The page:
Nowhere is FCA’s international momentum more obvious than through its camps. In 2012, 48 of the 363 total FCA Camps were held across 21 countries outside the United States. More than 10 percent of the 52,010 campers participated in an FCA Camp outside of the U.S.

The growth of international FCA Camps from just one in 2007 to 48 a few short years later illustrates the point that God is using FCA to grow His Kingdom across borders.

“Camps are foreign to most countries,” Britton said. “They don’t have many camps like we have in America. One thing we have learned is sports camps are transferable. What works here, for the most part, will work in other parts of the world. People are thirsting for sports camps such as FCA’s.”

Part of the reason FCA Camps work as well overseas as they do in the United States is the fact that all FCA Camps, regardless of location, must be certified through FCA’s Camp School.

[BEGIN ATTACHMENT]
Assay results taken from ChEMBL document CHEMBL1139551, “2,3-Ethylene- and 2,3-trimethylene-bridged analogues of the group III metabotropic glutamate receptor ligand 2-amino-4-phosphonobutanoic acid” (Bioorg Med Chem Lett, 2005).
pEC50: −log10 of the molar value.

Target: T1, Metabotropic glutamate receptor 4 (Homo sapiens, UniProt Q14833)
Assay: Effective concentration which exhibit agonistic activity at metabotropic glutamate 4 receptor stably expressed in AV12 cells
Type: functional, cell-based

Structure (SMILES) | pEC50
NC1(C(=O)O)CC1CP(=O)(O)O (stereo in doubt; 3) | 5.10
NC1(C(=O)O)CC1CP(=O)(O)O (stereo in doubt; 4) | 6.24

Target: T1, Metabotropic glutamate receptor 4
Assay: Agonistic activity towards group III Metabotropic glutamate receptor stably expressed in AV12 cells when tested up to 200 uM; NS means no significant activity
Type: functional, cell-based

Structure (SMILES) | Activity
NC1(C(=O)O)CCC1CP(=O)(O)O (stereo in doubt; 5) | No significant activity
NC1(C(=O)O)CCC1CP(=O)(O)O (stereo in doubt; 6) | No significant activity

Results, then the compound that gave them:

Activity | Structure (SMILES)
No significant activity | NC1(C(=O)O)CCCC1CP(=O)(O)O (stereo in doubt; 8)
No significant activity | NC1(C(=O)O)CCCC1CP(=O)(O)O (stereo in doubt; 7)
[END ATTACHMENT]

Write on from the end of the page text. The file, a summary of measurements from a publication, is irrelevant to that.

Britton also noted that there are great opportunities to reach others through sports, because in most nations, if a person has experience as a coach or athlete on any organized level, that person is seen as an expert.

College Students Making an IMPACT
Camps are just one aspect of the FCA IMPACT internship, an eight-week program in Italy and South Africa that exposes college students to sports ministry and leadership opportunities.  The internship was created to give college students a heart for sports ministry and the world. Along with camp responsibilities, IMPACT interns have an opportunity to work with Huddle leaders in every aspect of FCA ministry in their location.

Over the past few years, FCA’s sports ministry relationships have continued to grow worldwide. Ministry in Asia continues to expand; all have sports ministries operating with FCA assistance. There are relationships beginning to grow throughout Asia and Latin America, FCA staff and associates are spreading the gospel. Additionally, FCA is working with other sports ministry organizations in several other regions of the world.

FCAIntl4International Strategy
To further extend God’s impact through FCA, the organization has laid out five strategies to build FCA’s international ministry and make an impact for Christ outside of the United States:

1) Connecting FCA’s 450 field offices and 1,000 staff members to the world